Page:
local level to develop the urban environment planning and management
process.
National technical support institutions have been identified. They will be
responsible for capacity-building activities for local partners (local team and
local technical support institutions) and will provide technical support during
the whole process.
• Local technical support institutions have been identified.
Results
207
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209
PROJECTS IN EUROPE
SERBIA AND MONTENEGRO
Settlement and Integration of Refugees Programme in Serbia.....................211
SERBIA AND MONTENEGRO
Housing and Property Directorate (HPD) – Administrative
Support to Belgrade Liaison Office....................................................................213
PROVINCE OF KOSOVO
Governance and Development Planning Programme....................................214
RUSSIAN FEDERATION
Sustainable Development of the Historic Cities of Pskov
and Tobolsk” and Dissemination of the Russian version of SCP...............216
RUSSIAN FEDERATION
National Observatory and Local Urban Observatories in the
Cities of Astrakhan and Pskov..............................................................................218
RUSSIAN FEDERATION
Sustainable City Development under Conditions of Seismic Hazards:.....220
210
211
SERBIA AND MONTENEGRO
Total population: 10.5 million
Percentage urban: 52
Annual urban growth rate: 0.2%
Settlement and Integration of Refugees Programme in Serbia
XB-YUG-02-X01(Preparatory phase) and SCG-04-X01(Implementation
phase)
Euro 15,000,000
Governments: Governments of Italy and Serbia and Montenegro
Local Authorities: Municipalities of Cacak, Kragujevac, Kraljevo, Nis,
Pancevo, Stara Pazova and Valjevo
International Organization: UN-HABITAT
July 2003
October 2007
Civil wars and the subsequent emergence of newly independent states in the
Balkans region led to the displacement and impoverishment of thousands
of people in Serbia and Montenegro. In 2003, there were about 279,000
refugees in Serbia, mainly from Bosnia and Croatia, and 205,000 Internally
Displaced Persons (IDPs) from Kosovo and Metohija.
This Programme aims at supporting resettlement and integration of refugees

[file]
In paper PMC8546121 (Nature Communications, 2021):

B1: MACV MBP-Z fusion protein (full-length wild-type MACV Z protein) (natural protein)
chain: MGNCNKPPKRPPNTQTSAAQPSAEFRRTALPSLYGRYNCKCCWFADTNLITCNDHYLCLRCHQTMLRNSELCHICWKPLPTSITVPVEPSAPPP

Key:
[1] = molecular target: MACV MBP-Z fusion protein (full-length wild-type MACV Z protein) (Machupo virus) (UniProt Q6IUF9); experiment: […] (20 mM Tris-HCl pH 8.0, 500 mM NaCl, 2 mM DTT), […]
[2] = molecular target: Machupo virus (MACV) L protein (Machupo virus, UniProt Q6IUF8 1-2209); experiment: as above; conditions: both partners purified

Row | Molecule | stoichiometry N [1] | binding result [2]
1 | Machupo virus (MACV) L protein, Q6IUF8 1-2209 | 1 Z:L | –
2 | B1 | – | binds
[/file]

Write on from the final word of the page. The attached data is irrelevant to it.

in Serbia and Montenegro by combining direct delivery of housing units
and social integration schemes with policy development, institutional building
and other capacity-building activities in the areas of social housing and strategic
planning, with a view to ensure future scaling-up and sustainability. It includes
the following main components:
• To provide some 670 new dwellings for 3,000 of the most vulnerable
refugees;
• To build institutional capacities for social housing development at national
and municipal levels;
• To assist in the social and economic integration of refugees and displaced
people in seven municipalities; and
• To help boost the capacity of local governments in their planning and
municipal information systems.
Activities will be implemented over a three-year period in the municipalities
of Cacak, Kragujevac, Kraljevo, Nis, Pancevo, Stara Pazova and Valjevo
and at central government level. Activities include:
• Providing financial and technical support to beneficiary municipalities for
Project Title
Project Code
Total Cost
Partners
Starting date
Completion date
Background and
Objectives
Activities
212
direct delivery of 670 sustainable housing solutions for refugees and other
vulnerable households and to the Serbian Government and municipalities
to establish appropriate instruments and policies in the social housing
sector;
• Providing financial and technical support to municipalities and their local